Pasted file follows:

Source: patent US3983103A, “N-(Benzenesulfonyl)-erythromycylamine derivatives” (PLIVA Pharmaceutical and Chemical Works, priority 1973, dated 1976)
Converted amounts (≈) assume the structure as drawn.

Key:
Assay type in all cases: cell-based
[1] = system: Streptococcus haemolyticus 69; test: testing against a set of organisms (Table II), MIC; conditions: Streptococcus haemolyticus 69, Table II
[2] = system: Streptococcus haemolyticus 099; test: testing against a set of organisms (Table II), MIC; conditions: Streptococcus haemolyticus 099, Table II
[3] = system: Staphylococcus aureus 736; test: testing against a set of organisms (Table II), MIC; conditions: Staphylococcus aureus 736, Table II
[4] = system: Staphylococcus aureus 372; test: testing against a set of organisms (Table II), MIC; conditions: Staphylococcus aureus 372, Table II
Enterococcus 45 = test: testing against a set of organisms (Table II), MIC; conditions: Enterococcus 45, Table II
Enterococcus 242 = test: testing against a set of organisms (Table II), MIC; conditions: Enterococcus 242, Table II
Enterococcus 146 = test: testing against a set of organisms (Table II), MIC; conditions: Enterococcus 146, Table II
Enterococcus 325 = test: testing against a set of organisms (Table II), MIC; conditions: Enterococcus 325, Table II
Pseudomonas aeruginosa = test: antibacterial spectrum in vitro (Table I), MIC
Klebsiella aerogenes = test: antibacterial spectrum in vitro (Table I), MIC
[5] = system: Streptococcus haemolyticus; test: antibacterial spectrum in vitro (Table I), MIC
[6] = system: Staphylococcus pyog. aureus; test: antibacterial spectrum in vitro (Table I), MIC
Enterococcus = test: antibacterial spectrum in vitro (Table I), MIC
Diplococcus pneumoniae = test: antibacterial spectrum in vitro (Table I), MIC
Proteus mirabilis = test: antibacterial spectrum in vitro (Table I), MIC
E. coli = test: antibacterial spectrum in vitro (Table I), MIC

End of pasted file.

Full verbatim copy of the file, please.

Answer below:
Source: patent US3983103A, “N-(Benzenesulfonyl)-erythromycylamine derivatives” (PLIVA Pharmaceutical and Chemical Works, priority 1973, dated 1976)
Converted amounts (≈) assume the structure as drawn.

Key:
Assay type in all cases: cell-based
[1] = system: Streptococcus haemolyticus 69; test: testing against a set of organisms (Table II), MIC; conditions: Streptococcus haemolyticus 69, Table II
[2] = system: Streptococcus haemolyticus 099; test: testing against a set of organisms (Table II), MIC; conditions: Streptococcus haemolyticus 099, Table II
[3] = system: Staphylococcus aureus 736; test: testing against a set of organisms (Table II), MIC; conditions: Staphylococcus aureus 736, Table II
[4] = system: Staphylococcus aureus 372; test: testing against a set of organisms (Table II), MIC; conditions: Staphylococcus aureus 372, Table II
Enterococcus 45 = test: testing against a set of organisms (Table II), MIC; conditions: Enterococcus 45, Table II
Enterococcus 242 = test: testing against a set of organisms (Table II), MIC; conditions: Enterococcus 242, Table II
Enterococcus 146 = test: testing against a set of organisms (Table II), MIC; conditions: Enterococcus 146, Table II
Enterococcus 325 = test: testing against a set of organisms (Table II), MIC; conditions: Enterococcus 325, Table II
Pseudomonas aeruginosa = test: antibacterial spectrum in vitro (Table I), MIC
Klebsiella aerogenes = test: antibacterial spectrum in vitro (Table I), MIC
[5] = system: Streptococcus haemolyticus; test: antibacterial spectrum in vitro (Table I), MIC
[6] = system: Staphylococcus pyog. aureus; test: antibacterial spectrum in vitro (Table I), MIC
Enterococcus = test: antibacterial spectrum in vitro (Table I), MIC
Diplococcus pneumoniae = test: antibacterial spectrum in vitro (Table I), MIC
Proteus mirabilis = test: antibacterial spectrum in vitro (Table I), MIC
E. coli = test: antibacterial spectrum in vitro (Table I), MIC